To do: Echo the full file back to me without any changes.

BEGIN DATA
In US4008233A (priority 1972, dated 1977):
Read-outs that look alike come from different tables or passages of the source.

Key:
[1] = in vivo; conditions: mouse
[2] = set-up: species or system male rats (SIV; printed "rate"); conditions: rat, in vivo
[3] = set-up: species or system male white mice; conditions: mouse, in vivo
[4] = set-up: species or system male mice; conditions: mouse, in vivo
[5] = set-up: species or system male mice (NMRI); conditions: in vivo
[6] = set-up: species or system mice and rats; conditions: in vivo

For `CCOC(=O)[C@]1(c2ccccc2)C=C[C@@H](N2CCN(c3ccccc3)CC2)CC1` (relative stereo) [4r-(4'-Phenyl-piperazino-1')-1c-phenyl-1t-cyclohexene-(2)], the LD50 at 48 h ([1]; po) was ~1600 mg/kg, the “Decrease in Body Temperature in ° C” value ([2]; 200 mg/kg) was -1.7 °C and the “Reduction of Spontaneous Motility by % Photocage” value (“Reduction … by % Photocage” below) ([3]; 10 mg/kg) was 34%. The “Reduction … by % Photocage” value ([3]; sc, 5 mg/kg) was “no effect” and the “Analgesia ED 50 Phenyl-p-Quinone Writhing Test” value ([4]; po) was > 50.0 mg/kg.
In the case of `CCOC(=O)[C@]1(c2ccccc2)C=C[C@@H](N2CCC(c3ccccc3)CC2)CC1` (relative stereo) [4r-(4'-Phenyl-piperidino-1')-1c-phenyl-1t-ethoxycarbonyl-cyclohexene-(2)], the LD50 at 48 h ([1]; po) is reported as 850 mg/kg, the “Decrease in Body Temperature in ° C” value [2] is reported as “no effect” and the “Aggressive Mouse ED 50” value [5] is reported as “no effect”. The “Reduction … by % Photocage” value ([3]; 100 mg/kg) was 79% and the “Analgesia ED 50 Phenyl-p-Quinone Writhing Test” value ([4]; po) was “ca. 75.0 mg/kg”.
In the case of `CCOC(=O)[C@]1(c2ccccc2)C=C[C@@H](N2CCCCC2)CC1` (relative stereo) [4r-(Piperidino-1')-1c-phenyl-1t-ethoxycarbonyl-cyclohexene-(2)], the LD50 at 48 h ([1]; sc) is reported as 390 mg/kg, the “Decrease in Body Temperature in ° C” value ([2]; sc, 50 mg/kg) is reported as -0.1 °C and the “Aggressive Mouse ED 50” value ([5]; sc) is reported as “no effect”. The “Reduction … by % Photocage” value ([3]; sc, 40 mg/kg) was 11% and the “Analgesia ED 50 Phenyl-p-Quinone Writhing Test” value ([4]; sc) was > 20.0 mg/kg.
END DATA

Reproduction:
In US4008233A (priority 1972, dated 1977):
Read-outs that look alike come from different tables or passages of the source.

Key:
[1] = in vivo; conditions: mouse
[2] = set-up: species or system male rats (SIV; printed "rate"); conditions: rat, in vivo
[3] = set-up: species or system male white mice; conditions: mouse, in vivo
[4] = set-up: species or system male mice; conditions: mouse, in vivo
[5] = set-up: species or system male mice (NMRI); conditions: in vivo
[6] = set-up: species or system mice and rats; conditions: in vivo

For `CCOC(=O)[C@]1(c2ccccc2)C=C[C@@H](N2CCN(c3ccccc3)CC2)CC1` (relative stereo) [4r-(4'-Phenyl-piperazino-1')-1c-phenyl-1t-cyclohexene-(2)], the LD50 at 48 h ([1]; po) was ~1600 mg/kg, the “Decrease in Body Temperature in ° C” value ([2]; 200 mg/kg) was -1.7 °C and the “Reduction of Spontaneous Motility by % Photocage” value (“Reduction … by % Photocage” below) ([3]; 10 mg/kg) was 34%. The “Reduction … by % Photocage” value ([3]; sc, 5 mg/kg) was “no effect” and the “Analgesia ED 50 Phenyl-p-Quinone Writhing Test” value ([4]; po) was > 50.0 mg/kg.
In the case of `CCOC(=O)[C@]1(c2ccccc2)C=C[C@@H](N2CCC(c3ccccc3)CC2)CC1` (relative stereo) [4r-(4'-Phenyl-piperidino-1')-1c-phenyl-1t-ethoxycarbonyl-cyclohexene-(2)], the LD50 at 48 h ([1]; po) is reported as 850 mg/kg, the “Decrease in Body Temperature in ° C” value [2] is reported as “no effect” and the “Aggressive Mouse ED 50” value [5] is reported as “no effect”. The “Reduction … by % Photocage” value ([3]; 100 mg/kg) was 79% and the “Analgesia ED 50 Phenyl-p-Quinone Writhing Test” value ([4]; po) was “ca. 75.0 mg/kg”.
In the case of `CCOC(=O)[C@]1(c2ccccc2)C=C[C@@H](N2CCCCC2)CC1` (relative stereo) [4r-(Piperidino-1')-1c-phenyl-1t-ethoxycarbonyl-cyclohexene-(2)], the LD50 at 48 h ([1]; sc) is reported as 390 mg/kg, the “Decrease in Body Temperature in ° C” value ([2]; sc, 50 mg/kg) is reported as -0.1 °C and the “Aggressive Mouse ED 50” value ([5]; sc) is reported as “no effect”. The “Reduction … by % Photocage” value ([3]; sc, 40 mg/kg) was 11% and the “Analgesia ED 50 Phenyl-p-Quinone Writhing Test” value ([4]; sc) was > 20.0 mg/kg.